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Gain margin, phase margin, and crossover frequencies

`[Gm,Pm,Wgm,Wpm] = margin(sys) `

[Gm,Pm,Wgm,Wpm] = margin(mag,phase,w)

margin(sys)

`margin `

calculates the minimum
gain margin, `Gm`

, phase margin, `Pm`

,
and associated frequencies `Wgm`

and `Wpm`

of
SISO open-loop models. The gain and phase margin of a system `sys`

indicates
the relative stability of the closed-loop system formed by applying
unit negative feedback to `sys`

, as in the following
illustration.

The gain margin is the amount of gain increase or decrease required
to make the loop gain unity at the frequency `Wgm`

where
the phase angle is –180° (modulo 360°). In other
words, the gain margin is 1/*g* if *g* is
the gain at the –180° phase frequency. Similarly, the
phase margin is the difference between the phase of the response and
–180° when the loop gain is 1.0. The frequency `Wpm`

at
which the magnitude is 1.0 is called the *unity-gain frequency* or *gain
crossover frequency*. It is generally found that gain margins
of three or more combined with phase margins between 30 and 60 degrees
result in reasonable trade-offs between bandwidth and stability.

`[Gm,Pm,Wgm,Wpm] = margin(sys) `

computes the gain margin `Gm`

, the phase margin `Pm`

,
and the corresponding frequencies `Wgm`

and `Wpm`

,
given the SISO open-loop dynamic system model `sys`

. `Wgm`

is
the frequency where the gain margin is measured, which is a –180
degree phase crossing frequency. `Wpm`

is the frequency
where the phase margin is measured, which is a 0dB gain crossing frequency.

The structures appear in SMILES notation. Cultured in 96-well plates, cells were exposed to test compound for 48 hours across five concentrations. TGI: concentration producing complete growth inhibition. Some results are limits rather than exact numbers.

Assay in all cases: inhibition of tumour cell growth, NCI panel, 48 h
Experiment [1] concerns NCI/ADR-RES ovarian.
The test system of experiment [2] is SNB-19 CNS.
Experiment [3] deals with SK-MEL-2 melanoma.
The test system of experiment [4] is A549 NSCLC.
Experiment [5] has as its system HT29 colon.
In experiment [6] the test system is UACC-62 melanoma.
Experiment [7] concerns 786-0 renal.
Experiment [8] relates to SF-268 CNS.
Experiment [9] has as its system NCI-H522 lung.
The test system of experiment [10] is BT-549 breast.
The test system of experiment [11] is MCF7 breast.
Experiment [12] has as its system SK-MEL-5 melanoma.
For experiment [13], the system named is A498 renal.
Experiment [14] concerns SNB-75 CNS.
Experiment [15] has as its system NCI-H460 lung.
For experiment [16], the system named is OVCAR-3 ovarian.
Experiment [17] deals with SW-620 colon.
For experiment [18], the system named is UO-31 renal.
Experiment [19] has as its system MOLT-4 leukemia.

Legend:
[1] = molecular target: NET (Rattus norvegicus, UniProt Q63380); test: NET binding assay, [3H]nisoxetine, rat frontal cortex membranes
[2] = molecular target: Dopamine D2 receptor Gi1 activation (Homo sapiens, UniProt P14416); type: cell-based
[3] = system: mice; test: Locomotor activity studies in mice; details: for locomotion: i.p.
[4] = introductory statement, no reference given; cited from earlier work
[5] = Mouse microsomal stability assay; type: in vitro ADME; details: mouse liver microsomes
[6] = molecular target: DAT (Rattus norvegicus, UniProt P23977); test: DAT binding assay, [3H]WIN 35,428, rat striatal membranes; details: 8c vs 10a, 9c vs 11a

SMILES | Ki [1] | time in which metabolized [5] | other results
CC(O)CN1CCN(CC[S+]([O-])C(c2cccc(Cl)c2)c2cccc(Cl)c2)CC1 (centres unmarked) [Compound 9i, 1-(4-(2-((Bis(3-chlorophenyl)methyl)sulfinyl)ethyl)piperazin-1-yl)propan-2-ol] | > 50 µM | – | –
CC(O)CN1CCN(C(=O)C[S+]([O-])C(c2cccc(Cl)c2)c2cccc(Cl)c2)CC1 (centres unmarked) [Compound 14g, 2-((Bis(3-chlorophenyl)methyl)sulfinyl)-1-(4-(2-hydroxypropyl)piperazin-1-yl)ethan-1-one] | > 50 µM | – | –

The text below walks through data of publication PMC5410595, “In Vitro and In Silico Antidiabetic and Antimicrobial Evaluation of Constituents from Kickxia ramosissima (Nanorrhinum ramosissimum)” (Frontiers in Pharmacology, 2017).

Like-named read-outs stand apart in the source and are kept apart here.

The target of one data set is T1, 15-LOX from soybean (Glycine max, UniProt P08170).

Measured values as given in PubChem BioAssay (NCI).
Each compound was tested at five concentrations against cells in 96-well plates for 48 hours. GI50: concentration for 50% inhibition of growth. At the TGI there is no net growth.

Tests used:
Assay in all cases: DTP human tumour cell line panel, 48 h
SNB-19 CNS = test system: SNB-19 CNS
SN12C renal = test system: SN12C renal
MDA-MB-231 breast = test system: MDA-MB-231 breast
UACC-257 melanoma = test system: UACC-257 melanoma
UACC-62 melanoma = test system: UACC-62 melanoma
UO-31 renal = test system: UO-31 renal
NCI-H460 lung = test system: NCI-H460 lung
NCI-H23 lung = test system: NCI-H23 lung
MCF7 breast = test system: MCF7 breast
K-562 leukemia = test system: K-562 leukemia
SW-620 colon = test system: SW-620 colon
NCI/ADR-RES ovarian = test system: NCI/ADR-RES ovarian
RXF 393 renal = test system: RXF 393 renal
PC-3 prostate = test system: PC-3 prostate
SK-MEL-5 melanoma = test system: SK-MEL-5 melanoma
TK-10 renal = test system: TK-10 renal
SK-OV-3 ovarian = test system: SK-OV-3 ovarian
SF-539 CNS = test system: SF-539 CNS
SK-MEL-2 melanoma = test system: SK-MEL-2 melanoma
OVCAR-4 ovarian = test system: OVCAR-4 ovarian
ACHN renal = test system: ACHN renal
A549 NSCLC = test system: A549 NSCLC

These frequencies are expressed in radians/`TimeUnit`

,
where `TimeUnit`

is the unit specified in the `TimeUnit`

property
of `sys`

. When `sys`

has several
crossovers, `margin`

returns the smallest gain and
phase margins and corresponding frequencies.

The phase margin `Pm`

is in degrees. The gain
margin `Gm`

is an absolute magnitude. You can compute
the gain margin in dB by

Gm_dB = 20*log10(Gm)

`[Gm,Pm,Wgm,Wpm] = margin(mag,phase,w) `

derives the gain and phase margins from Bode frequency response data
(magnitude, phase, and frequency vector). `margin`

interpolates
between the frequency points to estimate the margin values. Provide
the gain data `mag`

in absolute units, and phase
data `phase`

in degrees. You can provide the frequency
vector `w`

in any units; `margin`

returns `Wgm`

and `Wpm`

in
the same units.

When you use `margin(mag,phase,w)`

, `margin`

relies
on interpolation to approximate the margins, which generally produces
less accurate results. For example, if there is no 0 dB crossing within
the `w`

range, `margin`

returns
a phase margin of `Inf`

. Therefore, if you have an
analytical model `sys`

, using ```
[Gm,Pm,Wgm,Wpm]
= margin(sys)
```

is the most robust way to obtain the margins.

`margin(sys)`

, without output arguments,
plots the Bode response of `sys`

on the screen and
indicates the gain and phase margins on the plot. By default, gain
margins are expressed in dB on the plot.

**Gain and Phase Margins of Open-Loop Transfer
Function**

Create an open-loop discrete-time transfer function.

hd = tf([0.04798 0.0464],[1 -1.81 0.9048],0.1)

hd = 0.04798 z + 0.0464 --------------------- z^2 - 1.81 z + 0.9048 Sample time: 0.1 seconds Discrete-time transfer function.

Compute the gain and phase margins.

[Gm,Pm,Wgm,Wpm] = margin(hd)

Gm = 2.0517 Pm = 13.5711 Wgm = 5.4374 Wpm = 4.3544

Display the gain and phase margins graphically.

margin(hd)

Solid vertical lines mark the gain margin and phase margin.
The dashed vertical lines indicate the locations of `Wpm`

,
the frequency where the phase margin is measured, and `Wgm`

,
the frequency where the gain margin is measured.

The phase margin is computed using *H*_{∞} theory,
and the gain margin by solving $$H(j\omega )=\overline{H(j\omega )}$$ for
the frequency ω.